Here let us add one more consideration. This fleeting transitory existence is all the probation that will ever be granted to us. The few moments we spend on earth will decide our destiny for eternity. All beyond the grave is fixed and unalterable as the throne of God. The character which we acquire on earth will be the basis of the character which will attach to us through interminable ages. The only alteration of which it will be susceptible, will be a change from glory to glory, or from shame to shame through the illimitable range of an endless existence. Beyond the confines of time it will be said, "He that is holy,

let him be holy still; and he that is righteous, let him be righteous still; and he that is filthy, let him be filthy still." If consequences so infinite depend upon our present ephemeral duration, how important is it that every moment of it be rightly improved! How aggravated is the folly of him who squanders so inestimable a treasure! If wealth be squandered, it may be regained; if influence be alienated, it may be recalled; but "time once past, never returns; the moment that is lost, is lost forever."

Let us each, then, at the commencement of a new year ask himself, am I accomplishing the great purposes of my existence ? Am I living for eternity? or are my designs all bounded by the narrow limits of three score years and ten? Am I, by patient continuance in well doing, seeking for glory, honor, and immortality? Or am I treasuring up wrath against the day of wrath? Am I, by a life of holiness, preparing to unite in the anthems of cherubim ? Or by a continuance in sin am I adding force to those principles of evil which will only render me meet for the wailings of the damned?

Or suppose we have a cheering hope that our names are written in the Lamb's book of life; that, sprinkled with the blood of the atonement, we shall stand accepted in that great day when the secrets of all hearts shall be made manifest,—still much remains for us to do. We are bound to exhibit in our lives the effect of the principles we profess. By a steady cultivation. of the grace that is within us we are to add to our "faith, knowledge, to, our knowledge temperance, to our temperance patience, to our patience godliness, to our godliness brotherly kindness, and to our brotherly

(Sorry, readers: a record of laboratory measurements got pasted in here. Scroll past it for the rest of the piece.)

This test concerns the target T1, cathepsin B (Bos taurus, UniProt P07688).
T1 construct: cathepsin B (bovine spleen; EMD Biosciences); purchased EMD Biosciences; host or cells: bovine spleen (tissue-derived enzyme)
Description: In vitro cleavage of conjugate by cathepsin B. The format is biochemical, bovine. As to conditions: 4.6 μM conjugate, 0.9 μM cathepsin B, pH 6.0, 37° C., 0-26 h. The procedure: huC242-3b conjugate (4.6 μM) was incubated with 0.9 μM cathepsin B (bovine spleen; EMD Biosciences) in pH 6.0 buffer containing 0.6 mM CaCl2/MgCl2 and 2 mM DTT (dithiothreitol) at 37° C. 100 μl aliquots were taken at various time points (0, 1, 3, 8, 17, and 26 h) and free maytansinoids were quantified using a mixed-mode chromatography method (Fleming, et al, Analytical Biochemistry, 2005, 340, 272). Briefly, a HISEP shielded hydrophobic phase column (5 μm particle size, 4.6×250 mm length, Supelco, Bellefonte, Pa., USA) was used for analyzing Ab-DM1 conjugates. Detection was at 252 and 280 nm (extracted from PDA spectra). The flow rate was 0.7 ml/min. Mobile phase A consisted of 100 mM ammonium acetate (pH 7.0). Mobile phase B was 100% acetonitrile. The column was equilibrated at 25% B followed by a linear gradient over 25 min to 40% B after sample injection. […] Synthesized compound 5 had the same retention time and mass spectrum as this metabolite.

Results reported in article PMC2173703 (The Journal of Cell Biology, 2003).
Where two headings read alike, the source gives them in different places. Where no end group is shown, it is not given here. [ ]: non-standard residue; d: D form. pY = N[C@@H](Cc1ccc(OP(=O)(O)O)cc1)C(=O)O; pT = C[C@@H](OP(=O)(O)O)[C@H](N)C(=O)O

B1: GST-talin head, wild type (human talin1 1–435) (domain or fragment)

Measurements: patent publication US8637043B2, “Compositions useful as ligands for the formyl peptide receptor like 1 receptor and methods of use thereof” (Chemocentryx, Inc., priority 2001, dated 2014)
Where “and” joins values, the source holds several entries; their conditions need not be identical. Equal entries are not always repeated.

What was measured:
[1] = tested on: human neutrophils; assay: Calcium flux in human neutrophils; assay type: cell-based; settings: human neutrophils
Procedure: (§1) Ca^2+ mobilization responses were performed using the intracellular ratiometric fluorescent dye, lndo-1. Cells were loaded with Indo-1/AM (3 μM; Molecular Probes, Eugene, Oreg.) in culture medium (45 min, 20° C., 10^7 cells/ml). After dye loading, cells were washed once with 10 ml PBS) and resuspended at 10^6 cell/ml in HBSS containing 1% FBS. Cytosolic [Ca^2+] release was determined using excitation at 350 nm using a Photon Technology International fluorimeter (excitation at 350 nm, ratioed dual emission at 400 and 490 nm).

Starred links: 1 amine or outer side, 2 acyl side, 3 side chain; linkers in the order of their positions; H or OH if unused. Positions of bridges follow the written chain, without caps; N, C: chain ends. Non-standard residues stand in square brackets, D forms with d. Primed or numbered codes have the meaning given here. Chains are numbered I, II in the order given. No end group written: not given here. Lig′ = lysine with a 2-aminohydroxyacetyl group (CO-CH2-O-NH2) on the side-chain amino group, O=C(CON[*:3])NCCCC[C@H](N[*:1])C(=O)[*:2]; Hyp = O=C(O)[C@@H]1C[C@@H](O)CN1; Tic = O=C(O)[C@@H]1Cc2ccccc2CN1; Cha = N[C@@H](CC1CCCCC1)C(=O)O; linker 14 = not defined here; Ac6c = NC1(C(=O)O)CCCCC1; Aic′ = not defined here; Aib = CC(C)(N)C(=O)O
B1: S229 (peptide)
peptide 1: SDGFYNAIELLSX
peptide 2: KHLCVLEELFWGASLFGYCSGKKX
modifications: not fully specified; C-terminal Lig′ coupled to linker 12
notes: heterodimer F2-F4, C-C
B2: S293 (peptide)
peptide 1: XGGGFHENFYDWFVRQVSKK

kindness charity." And we should recollect that it is only by so doing that an entrance will be abundantly administered unto us into the everlasting kingdom of our Lord and Saviour Jesus Christ.

Are we actively engaged in promoting the cause of the Redeemer on earth? This short life is all the time that is allotted to us, in which we may manifest our love to the souls for whom he poured out his soul unto the death. Is it the great end of our existence that this world shall be the better for our having lived in it? Are we actively engaged in promoting the great plans of benevolence which in the present age solicit our assistance ? Viewed simply in this light, are we wilJanuary 1, 1823.

ling to meet the history of the past year at the day of judgment?

'Tis greatly wise to talk with our past hours, And ask them what report they bore to heaven, And how they might have borne more welcome news.

Let us then commence a new year with more serious resolutions to live for eternity. May God grant that the year eighteen hundred and twenty three may by every one of us be devoted unreservedly to God. It will then be a matter of small importance whether the commencement of the next year find us in the visible or invisible world; for if the earthly house of our tabernacle be dissolved, we shall have taken possession of a building of God, a house not made with hands eternal in the heav




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A great and glorious work of the Lord spread through Middleborough and vicinity in 1780, and Mr. Nelson and his wife were made the subjects of the work. They were both brought to taste the joys of pardoned sin, and to rejoice in the Lord within an hour of each other, on the 9th of June. They shortly after made a public profession of their faith. in Christ, and were added to the second Baptist Church in said town.

Mr. Nelson soon began to exercise his gifts by speaking in conferences and other religious meetings, much to the satisfaction of the hearers. It does not appear at what time he was licensed by the church; but about two years after, we find him preaching statedly a part of the time to a little society in Raynham. These with some other